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dc.contributor.authorEvans, Brian J.
dc.contributor.supervisorMr N. Uren
dc.date.accessioned2017-01-30T10:14:07Z
dc.date.available2017-01-30T10:14:07Z
dc.date.created2008-05-14T04:37:10Z
dc.date.issued1984
dc.identifier.urihttp://hdl.handle.net/20.500.11937/1848
dc.description.abstract

The seismic method in exploration geophysics consists of creating a mechanical disturbance at or close to the surface of the earth, and observing its effects at a number of chosen locations along the surface. The purpose of seismic data acquisition is to record these effects in such a manner that their relation with the initial disturbance can be interpreted as a guide to the earth's subsurface structure (Nettleton, 1940).The validity of data interpretation depends upon the fidelity of recording. A better seismic interpretation can result from correctly collected data using instrumentation which faithfully records the seismic signal. Subsequent computer processing cannot reconstruct information which is not contained in the recorded field data. Hence, the quality of field data recording must be at an optimum level, otherwise the result will be an inferior interpretation (Donnell,1957).A reflection seismic data acquisition system was assembled and put into operation. The basic instrument was a Texas Instruments DFS IV, obtained from marine vessel M/V Banksia, and commissioned for land application.The system was tested and evaluated. The instrument analog filter phase distortion was studied in detail. The study indicated that phase distortion can be a major cause of seismic misties. Without a knowledge of the particular recording instrumentation filter transfer function, data processing bureaux may not compensate for phase distortion effects adequately (Gray et al., 1968).Once testing was completed satisfactorily, the operational system was applied to several practical field situations of commercial standard. A series of noise studies was performed to evaluate not only source generated noise, but also to study the effect of different types of energy sources on seismic data. In addition, two multi-fold seismic lines wore recorded, both of which were considered superior to those previously produced by the industry, at each location (Jacia, pers. comm., 1984).Finally, a single fold three-dimensional areal seismic survey was performed over the Woodada gas field. The results of this survey will be released after processing has been completed by Allied Geophysical Laboratories (University of Houston), and are not contained in this thesis.Future areas for field application are discussed. Recommendations are made for further research work in the area of phase distortion; the examination of different energy sources; a review of receiver properties and horizontally travelling seismic waves; a bore-hole seismic study and finally, a fourth-dimensional recording technique involving the performance of an offset VSP survey at the same time as an areal 3-D seismic survey.Volume 1 describes the establishment of the acquisition system and its subsequent field application.Volume 2 contains the Appendix of instrument tests and their analysis.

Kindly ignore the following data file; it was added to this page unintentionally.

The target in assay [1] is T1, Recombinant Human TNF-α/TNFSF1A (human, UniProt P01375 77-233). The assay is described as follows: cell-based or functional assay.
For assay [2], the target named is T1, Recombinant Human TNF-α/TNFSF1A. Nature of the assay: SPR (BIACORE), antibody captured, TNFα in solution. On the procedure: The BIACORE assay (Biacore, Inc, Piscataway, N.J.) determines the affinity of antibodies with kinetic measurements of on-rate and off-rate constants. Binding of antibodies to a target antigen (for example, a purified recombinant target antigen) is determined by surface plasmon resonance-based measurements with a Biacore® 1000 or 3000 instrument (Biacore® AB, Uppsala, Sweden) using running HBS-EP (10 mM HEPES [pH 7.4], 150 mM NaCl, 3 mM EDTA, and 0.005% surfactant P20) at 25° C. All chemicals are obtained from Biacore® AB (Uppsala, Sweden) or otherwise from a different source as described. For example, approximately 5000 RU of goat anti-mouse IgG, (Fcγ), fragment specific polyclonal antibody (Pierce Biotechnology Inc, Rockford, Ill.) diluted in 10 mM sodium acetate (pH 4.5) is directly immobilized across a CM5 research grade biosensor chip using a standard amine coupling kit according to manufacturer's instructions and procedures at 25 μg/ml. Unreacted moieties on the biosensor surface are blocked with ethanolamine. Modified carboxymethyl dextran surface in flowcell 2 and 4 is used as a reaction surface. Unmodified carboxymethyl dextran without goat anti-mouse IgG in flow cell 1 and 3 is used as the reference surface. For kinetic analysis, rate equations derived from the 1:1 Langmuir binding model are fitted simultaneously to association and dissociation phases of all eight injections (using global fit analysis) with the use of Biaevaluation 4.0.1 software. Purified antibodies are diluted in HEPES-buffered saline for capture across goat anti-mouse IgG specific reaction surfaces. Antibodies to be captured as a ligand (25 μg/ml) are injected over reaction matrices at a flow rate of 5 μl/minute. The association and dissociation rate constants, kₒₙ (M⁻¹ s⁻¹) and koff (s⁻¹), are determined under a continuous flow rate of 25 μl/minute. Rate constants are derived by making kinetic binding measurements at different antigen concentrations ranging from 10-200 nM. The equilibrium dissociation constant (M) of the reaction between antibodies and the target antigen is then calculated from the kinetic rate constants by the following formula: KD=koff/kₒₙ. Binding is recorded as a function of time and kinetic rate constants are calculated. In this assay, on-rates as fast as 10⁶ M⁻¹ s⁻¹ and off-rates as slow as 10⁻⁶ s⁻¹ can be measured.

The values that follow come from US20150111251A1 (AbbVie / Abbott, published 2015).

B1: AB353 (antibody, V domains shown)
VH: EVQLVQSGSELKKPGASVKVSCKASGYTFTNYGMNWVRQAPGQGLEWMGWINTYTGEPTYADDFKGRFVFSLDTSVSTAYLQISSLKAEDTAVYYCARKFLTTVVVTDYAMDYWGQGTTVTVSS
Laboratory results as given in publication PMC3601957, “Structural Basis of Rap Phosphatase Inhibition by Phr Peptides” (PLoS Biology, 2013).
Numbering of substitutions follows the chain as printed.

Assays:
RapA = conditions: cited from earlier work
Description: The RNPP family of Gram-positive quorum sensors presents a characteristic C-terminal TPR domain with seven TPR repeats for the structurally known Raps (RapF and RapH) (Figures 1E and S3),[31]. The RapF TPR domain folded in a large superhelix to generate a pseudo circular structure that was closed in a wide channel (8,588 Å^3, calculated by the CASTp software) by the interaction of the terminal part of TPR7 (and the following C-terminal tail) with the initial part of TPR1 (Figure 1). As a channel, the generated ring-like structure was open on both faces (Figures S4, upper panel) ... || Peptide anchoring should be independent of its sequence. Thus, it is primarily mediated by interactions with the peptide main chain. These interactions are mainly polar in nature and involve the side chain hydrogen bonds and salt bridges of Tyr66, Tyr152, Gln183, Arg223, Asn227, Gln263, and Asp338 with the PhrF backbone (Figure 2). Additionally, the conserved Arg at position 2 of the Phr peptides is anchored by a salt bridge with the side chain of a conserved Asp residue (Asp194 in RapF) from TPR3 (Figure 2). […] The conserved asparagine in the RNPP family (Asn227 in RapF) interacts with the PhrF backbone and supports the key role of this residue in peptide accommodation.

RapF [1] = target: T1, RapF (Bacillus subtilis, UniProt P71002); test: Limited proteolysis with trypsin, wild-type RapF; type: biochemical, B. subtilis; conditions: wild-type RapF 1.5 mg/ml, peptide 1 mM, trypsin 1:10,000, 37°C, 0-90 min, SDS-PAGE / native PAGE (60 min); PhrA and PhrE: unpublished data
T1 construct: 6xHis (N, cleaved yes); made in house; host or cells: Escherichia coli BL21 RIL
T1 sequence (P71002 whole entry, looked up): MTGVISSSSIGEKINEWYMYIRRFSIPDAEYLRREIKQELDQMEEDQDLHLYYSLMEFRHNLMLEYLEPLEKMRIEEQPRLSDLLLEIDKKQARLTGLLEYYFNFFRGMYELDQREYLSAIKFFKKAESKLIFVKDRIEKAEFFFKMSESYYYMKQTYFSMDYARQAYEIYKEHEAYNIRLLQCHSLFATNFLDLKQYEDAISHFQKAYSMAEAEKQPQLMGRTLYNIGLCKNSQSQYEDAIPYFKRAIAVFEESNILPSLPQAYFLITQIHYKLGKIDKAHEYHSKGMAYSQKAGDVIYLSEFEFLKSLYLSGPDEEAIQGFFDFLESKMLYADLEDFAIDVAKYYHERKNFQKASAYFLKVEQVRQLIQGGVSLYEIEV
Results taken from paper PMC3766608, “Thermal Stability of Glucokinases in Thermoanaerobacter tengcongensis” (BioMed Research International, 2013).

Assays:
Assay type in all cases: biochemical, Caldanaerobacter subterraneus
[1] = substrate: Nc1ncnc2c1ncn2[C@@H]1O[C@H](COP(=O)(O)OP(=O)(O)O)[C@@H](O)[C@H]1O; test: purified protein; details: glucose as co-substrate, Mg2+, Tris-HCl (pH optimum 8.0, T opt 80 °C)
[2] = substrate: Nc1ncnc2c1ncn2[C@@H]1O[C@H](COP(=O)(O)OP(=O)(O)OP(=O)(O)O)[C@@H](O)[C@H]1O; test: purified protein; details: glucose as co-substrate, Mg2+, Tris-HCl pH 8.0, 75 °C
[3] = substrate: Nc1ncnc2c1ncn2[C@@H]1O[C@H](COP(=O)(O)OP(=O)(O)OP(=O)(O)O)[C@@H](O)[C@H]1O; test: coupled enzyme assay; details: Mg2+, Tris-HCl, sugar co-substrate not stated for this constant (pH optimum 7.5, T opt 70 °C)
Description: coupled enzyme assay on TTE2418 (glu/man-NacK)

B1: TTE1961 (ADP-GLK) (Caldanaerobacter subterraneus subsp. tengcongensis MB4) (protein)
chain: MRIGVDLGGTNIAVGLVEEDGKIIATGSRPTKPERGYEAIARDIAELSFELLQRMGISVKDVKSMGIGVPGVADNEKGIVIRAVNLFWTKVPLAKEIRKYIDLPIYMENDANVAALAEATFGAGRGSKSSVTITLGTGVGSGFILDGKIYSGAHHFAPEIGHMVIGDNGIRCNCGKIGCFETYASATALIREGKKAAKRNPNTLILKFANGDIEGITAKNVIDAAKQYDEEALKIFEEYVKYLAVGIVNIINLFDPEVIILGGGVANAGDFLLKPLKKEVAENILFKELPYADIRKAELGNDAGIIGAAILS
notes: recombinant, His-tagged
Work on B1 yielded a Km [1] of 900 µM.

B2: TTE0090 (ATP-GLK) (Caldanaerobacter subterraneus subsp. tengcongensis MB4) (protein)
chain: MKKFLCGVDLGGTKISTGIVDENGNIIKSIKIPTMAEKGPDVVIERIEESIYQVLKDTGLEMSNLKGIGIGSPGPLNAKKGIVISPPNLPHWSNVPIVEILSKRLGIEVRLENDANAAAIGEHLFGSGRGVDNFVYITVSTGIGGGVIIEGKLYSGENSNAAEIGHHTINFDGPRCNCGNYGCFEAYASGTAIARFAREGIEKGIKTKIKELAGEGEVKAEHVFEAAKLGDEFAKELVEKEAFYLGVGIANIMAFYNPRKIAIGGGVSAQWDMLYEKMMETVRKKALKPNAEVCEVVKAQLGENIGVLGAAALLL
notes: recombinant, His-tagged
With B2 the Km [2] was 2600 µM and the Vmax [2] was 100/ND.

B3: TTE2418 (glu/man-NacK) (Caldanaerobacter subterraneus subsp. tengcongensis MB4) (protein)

dc.languageen
dc.publisherCurtin University
dc.subjectfield applications
dc.subjectdigital seismic acquisition system
dc.subjectseismic data recording
dc.titleThe establishment of a digital seismic acquisition system and its subsequent application in the field.
dc.typeThesis
dcterms.educationLevelMaster of Applied Science
curtin.thesisTypeTraditional thesis
curtin.departmentDepartment of Geology and Geophysics
curtin.identifier.adtidadt-WCU20020829.111332
curtin.accessStatusOpen access


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